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    Jill Gocher – Secret Bali: Behind the Tourist Facade

    September 17th, 2022

    Jill Gocher - Secret Bali: Behind the Tourist Facade.

    The book Secret Bali: Behind the Tourist Facade is a trinket for tourists on the Indonesian island, just like a set of postcards or a keychain. This is ironic, as the subject matter covered consists mainly of stuff the typical tourist would never encounter, like the animist cult of trees, Balians (traditional healers), and cock fights, as well as ceremonies for cremations, house building, and weddings. Text-wise, the whole thing seems like an amateur production. There are typos galore: missing words, commas where they shouldn’t be and commas missing where they should be, extra character spaces between words, and awkward grammar. The Ubud Palace chapter is not consistent with the others, as there is far less text and the worst widows (one word dangling by itself on one line at the end of a paragraph) ever. The whole thing reads like a blog that someone published as a print-on-demand book on Blurb. At least the graphic design and photos are decent (although I’ve seen much better photos of Bali on Flickr and Instagram). For a much more substantial primer on the traditional culture of Bali, just read the classics Bali: Sacred and Secret (a big coffee table book full of awesome photos) by Gill Marais and Island of Bali by Miguel Covarubias, which will fill you in on everything you need to know.

    Publisher: NOW! Bali Publications Catalog Number: ISBN-13: 9786029797121 Format: Book Binding: Paperback Pages: 120 Country: Indonesia Published: 2012 More: Google Books

    Text ©2022 Arcane Candy

    Balint Andras Vargas – Conversations With Iannis Xenakis

    August 15th, 2022

    Balint Andras Vargas - Conversations With Iannis Xenakis.

    Iannis Xenakis (1922-2001) was a Greek composer, architect and mathematician who pioneered the use of mathematics in musical composition, participated in the development of early electro-acoustic and electronic music, and was among the first to write music for specific architectural sites and vice versa. Published in 1996, the book Conversations With Iannis Xenakis is comprised of two interviews conducted with the composer by Balint Andras Vargas in 1980 and 1989.

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    Spoils of War – The Spoils of War

    July 14th, 2022

    Spoils of War - The Spoils of War.

    Formed in 1967 in Champaigne / Urbana, Illinois, Spoils of War (named after one of Harry Partch’s self-built instruments) were an experimental psychedelic rock band that augmented their sound with a sawtooth wave generator, as well as employing the techniques of musique concrete tape manipulation and computer punch card madness to throw the whole mess on a slow boat to Weirdsville. After self-releasing an ultra rare seven-inch in 1969, the band went on hiatus for a mere 30 years until German label Shadoks released some of their material on LP and CD.

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    White Noise – An Electric Storm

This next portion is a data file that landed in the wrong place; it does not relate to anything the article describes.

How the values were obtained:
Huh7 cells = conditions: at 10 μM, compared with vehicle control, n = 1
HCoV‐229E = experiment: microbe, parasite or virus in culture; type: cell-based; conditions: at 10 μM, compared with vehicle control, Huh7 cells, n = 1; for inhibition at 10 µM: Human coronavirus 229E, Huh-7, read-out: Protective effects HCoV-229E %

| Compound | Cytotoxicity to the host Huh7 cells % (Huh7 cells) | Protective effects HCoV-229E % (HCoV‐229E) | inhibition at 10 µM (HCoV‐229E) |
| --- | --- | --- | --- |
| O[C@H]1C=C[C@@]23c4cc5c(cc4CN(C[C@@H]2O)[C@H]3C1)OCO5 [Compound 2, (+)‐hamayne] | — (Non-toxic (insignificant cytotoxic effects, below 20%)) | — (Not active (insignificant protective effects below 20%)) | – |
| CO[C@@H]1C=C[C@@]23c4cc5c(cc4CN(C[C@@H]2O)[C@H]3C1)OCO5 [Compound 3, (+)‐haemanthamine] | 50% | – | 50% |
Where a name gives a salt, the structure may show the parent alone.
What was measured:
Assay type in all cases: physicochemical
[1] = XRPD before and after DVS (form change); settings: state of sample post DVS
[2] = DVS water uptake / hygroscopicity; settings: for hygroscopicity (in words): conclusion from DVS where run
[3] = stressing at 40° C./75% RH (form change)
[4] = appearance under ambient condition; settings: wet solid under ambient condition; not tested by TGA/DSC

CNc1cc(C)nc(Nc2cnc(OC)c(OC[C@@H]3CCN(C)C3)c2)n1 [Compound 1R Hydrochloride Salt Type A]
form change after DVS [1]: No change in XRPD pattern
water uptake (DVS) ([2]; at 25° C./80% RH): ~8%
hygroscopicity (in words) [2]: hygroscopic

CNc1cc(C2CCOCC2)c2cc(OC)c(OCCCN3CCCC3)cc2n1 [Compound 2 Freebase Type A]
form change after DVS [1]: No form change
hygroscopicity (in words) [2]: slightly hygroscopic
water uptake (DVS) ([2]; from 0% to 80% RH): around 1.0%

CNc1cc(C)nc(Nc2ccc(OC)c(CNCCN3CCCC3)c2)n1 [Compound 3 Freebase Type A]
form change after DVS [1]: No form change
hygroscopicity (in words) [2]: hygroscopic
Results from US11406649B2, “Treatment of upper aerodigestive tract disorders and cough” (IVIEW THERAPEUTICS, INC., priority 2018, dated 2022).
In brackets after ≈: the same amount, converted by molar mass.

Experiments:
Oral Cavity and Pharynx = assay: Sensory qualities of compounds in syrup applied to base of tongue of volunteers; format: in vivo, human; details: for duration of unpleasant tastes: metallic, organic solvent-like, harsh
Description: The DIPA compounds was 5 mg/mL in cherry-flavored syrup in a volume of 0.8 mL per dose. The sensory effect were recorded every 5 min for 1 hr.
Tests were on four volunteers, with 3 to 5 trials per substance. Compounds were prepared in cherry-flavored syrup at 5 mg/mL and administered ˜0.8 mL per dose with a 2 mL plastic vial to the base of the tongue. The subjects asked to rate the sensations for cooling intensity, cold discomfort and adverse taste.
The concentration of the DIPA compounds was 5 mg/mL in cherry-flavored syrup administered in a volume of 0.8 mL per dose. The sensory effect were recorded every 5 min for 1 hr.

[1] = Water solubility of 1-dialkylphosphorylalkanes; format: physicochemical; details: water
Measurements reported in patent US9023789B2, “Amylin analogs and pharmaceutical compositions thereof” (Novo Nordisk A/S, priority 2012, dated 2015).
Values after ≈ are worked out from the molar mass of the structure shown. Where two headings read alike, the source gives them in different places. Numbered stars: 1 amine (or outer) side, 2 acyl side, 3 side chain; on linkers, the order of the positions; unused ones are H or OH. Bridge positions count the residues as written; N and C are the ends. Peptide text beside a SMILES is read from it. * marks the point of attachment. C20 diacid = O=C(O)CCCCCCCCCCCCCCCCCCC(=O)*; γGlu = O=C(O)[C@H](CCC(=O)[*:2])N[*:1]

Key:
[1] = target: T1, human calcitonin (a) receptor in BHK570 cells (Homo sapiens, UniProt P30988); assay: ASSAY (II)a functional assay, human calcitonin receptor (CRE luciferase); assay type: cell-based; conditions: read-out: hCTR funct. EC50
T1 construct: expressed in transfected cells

June 6th, 2022

    White Noise - An Electric Storm.

    Founded in London, England in 1968, White Noise was initially an experimental electronic music trio comprised of Delia Derbyshire (a sound technician at the BBC Radiophonic Workshop who was best known for arranging the theme of the Doctor Who TV show), fellow BBC sound tech Brian Hodgson and American classical musician David Vorhaus. Their debut album, An Electric Storm, definitely lives up to its title, as seven short pop ditties—delivered with the help of three vocalists and a percussionist—are layered with early synth explorations and tape splicing / manipulation madness that contracts and expands all of these elements into a massive cloud of late night atmospherics.

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    The Music of Tony Conrad

    May 5th, 2022

    Tony Conrad + Alex Gelencser, 1998
    Tony Conrad and Alex Gelencser, 1998.

    The early bird, I mean minimalist catches, I mean gets the worm, I mean word in edgewise–or actually a lot of words in every direction–all over the lengthy liner notes of the numerous LPs and CDs we will look at below. Tony Conrad with Faust - Outside the Dream Syndicate Tony Conrad is one such large, flightless bird. From 1962 to 1965, he played violin in minimalist music founder La Monte Young’s Theatre of Eternal Music group, also known as the Dream Syndicate, which included La Monte and Marian Zazeela on drone vocals, John Cale on viola and Angus MacLise on percussion. Since La Monte’s been keeping the tapes “safe” in storage since the mid ’60s–for the most part denying access and copies to the other group members and the public at large–very few people outside of the original small audiences have ever heard what must have surely been the most searing, transporting drone music of all time. Practicing regularly, the group developed into the most awesome unit of 4:00 a.m. hover power. Perfect pitch, just intonation, long durations and massive amplification of the vocals, viola and percussion to tympanic membrane-cutting levels were some of the ingredients of this galaxy hub-bound stew.